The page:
The patients who fully tested out their fears in virtual reality by lowering their defences showed very substantial reductions in their paranoid delusions. After the virtual reality therapy session, over 50% of these patients no longer had severe paranoia at the end of the testing day.
There were even benefits for those who confronted situations they feared in virtual reality while still using their defences: around 20% of this group no longer having severe paranoia at the end of the testing day.
The rich resources of these virtual worlds, coupled with the educational version of the game, allow teachers to immerse young people in a comfortable but exciting learning environment. Minecraft has the ability to bring just about any conceivable structure to the classroom, bedroom or sofa of every player.
Creating complex structuresOne of the types of structure I’m particularly passionate is that of proteins. These tiny molecular machines fascinate me. They control just about every biological process in your cells and knit your body together. From replicating your DNA and forming the bases of your skin, hair and connective tissue, to digesting food, fighting infections and transporting oxygen around your blood, proteins do it all.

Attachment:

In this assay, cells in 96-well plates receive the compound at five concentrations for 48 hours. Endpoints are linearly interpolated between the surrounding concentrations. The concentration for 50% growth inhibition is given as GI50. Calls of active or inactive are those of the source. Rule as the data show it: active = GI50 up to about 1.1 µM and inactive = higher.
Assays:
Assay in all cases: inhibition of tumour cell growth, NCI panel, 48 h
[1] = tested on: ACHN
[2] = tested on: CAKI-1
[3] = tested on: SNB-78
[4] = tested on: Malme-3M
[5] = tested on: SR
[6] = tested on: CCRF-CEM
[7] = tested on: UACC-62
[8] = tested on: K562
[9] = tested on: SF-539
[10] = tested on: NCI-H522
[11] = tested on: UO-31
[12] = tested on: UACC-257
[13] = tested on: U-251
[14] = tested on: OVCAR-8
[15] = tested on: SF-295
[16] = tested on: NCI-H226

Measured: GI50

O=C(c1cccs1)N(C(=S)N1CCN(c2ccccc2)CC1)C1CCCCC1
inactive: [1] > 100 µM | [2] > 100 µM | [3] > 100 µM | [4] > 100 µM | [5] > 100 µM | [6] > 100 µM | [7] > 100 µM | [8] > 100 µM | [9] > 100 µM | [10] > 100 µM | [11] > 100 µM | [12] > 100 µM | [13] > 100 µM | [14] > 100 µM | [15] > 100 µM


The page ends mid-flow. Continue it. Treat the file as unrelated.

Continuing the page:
Waves of Grace is the second in a series of short films made in collaboration with VR video app Vrse and filmmaker Chris Milk (and some funding from VICE). It’s an effort to use virtual reality to connect people with real life in the strife-ridden parts of the world that too often remain distant and abstract. Even with the limitations of current VR gear, it’s damn effective, enough that it’s easy to talk about the film as though it were an actual experience. Decontee Davis’s voice was in my ear as I stood at the side of a hospital bed, where she sat with a patient for whom human contact was no longer a part of everyday life. I visited a dusty schoolyard where children sang and glanced warily at me. I stood at the foot of an open grave as anonymous men in white suits lowered a body bag, so close I could almost feel it brush my knees.
It’s a problem that the video game industry has had for some time: the conflation of “realism” with maturity. The more plausible your graphics are, the more dignified your stupid ghost slime murder boobs story will be. Much as it is today, many of these plays for “realism”—especially the hunger for a legitimacy that might come with expensive Hollywood actors—actually makes worse games out of unsustainable development budgets. There’s a reason that “FMV games” never ‘stuck’.
You step into an early build of The Magic Circle as a player getting a sneak peek, but even this demo is still in flux, and the world changes around you. It’s a joke at the expense of Steam’s controversial Early Access program, where players can willingly buy unfinished games to play them as they develop, paying in full even if they’re never finished. Early Access games can be trainwrecks, and The Magic Circle is no exception.
The “demo” only lasts a few minutes, additional quests are removed for budgetary reasons, and the boss fight is quite pointless considering the fact that Gilder took your sword away, afraid that you’ll use it to murder innocent AI characters. The developers are represented by gigantic floating David Bowie eyes, gods of this unfinished world, bickering over creative decisions and dramatic word choices.